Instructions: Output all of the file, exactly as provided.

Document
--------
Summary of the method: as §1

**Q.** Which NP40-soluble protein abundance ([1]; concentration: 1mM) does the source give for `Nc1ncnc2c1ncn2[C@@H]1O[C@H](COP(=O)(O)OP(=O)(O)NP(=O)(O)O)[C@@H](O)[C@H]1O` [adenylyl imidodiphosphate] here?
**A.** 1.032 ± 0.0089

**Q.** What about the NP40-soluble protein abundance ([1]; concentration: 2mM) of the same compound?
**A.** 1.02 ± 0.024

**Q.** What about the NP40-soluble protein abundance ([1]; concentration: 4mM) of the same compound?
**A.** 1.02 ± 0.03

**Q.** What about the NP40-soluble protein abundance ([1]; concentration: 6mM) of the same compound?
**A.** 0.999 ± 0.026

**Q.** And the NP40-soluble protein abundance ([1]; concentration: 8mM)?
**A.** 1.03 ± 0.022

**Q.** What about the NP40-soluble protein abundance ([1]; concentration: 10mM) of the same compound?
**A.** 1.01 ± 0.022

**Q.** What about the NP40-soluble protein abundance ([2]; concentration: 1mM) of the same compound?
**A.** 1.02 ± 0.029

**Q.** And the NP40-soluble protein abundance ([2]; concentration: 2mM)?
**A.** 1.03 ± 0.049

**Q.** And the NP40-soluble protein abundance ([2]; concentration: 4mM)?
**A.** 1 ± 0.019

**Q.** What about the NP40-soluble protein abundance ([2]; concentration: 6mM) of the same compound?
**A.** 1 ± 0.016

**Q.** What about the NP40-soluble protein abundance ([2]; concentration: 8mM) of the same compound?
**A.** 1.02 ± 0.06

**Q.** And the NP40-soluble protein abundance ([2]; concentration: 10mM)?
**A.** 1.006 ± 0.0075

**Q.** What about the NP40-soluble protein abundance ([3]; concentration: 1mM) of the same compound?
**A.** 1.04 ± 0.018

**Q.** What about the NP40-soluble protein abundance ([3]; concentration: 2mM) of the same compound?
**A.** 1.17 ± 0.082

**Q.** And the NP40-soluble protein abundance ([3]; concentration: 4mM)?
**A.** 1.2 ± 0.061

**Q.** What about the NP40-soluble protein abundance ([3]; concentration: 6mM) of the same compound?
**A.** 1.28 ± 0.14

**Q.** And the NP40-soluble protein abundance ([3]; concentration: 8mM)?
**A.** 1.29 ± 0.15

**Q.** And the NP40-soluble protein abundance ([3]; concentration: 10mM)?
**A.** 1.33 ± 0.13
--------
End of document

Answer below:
Summary of the method: as §1

**Q.** Which NP40-soluble protein abundance ([1]; concentration: 1mM) does the source give for `Nc1ncnc2c1ncn2[C@@H]1O[C@H](COP(=O)(O)OP(=O)(O)NP(=O)(O)O)[C@@H](O)[C@H]1O` [adenylyl imidodiphosphate] here?
**A.** 1.032 ± 0.0089

**Q.** What about the NP40-soluble protein abundance ([1]; concentration: 2mM) of the same compound?
**A.** 1.02 ± 0.024

**Q.** What about the NP40-soluble protein abundance ([1]; concentration: 4mM) of the same compound?
**A.** 1.02 ± 0.03

**Q.** What about the NP40-soluble protein abundance ([1]; concentration: 6mM) of the same compound?
**A.** 0.999 ± 0.026

**Q.** And the NP40-soluble protein abundance ([1]; concentration: 8mM)?
**A.** 1.03 ± 0.022

**Q.** What about the NP40-soluble protein abundance ([1]; concentration: 10mM) of the same compound?
**A.** 1.01 ± 0.022

**Q.** What about the NP40-soluble protein abundance ([2]; concentration: 1mM) of the same compound?
**A.** 1.02 ± 0.029

**Q.** And the NP40-soluble protein abundance ([2]; concentration: 2mM)?
**A.** 1.03 ± 0.049

**Q.** And the NP40-soluble protein abundance ([2]; concentration: 4mM)?
**A.** 1 ± 0.019

**Q.** What about the NP40-soluble protein abundance ([2]; concentration: 6mM) of the same compound?
**A.** 1 ± 0.016

**Q.** What about the NP40-soluble protein abundance ([2]; concentration: 8mM) of the same compound?
**A.** 1.02 ± 0.06

**Q.** And the NP40-soluble protein abundance ([2]; concentration: 10mM)?
**A.** 1.006 ± 0.0075

**Q.** What about the NP40-soluble protein abundance ([3]; concentration: 1mM) of the same compound?
**A.** 1.04 ± 0.018

**Q.** What about the NP40-soluble protein abundance ([3]; concentration: 2mM) of the same compound?
**A.** 1.17 ± 0.082

**Q.** And the NP40-soluble protein abundance ([3]; concentration: 4mM)?
**A.** 1.2 ± 0.061

**Q.** What about the NP40-soluble protein abundance ([3]; concentration: 6mM) of the same compound?
**A.** 1.28 ± 0.14

**Q.** And the NP40-soluble protein abundance ([3]; concentration: 8mM)?
**A.** 1.29 ± 0.15

**Q.** And the NP40-soluble protein abundance ([3]; concentration: 10mM)?
**A.** 1.33 ± 0.13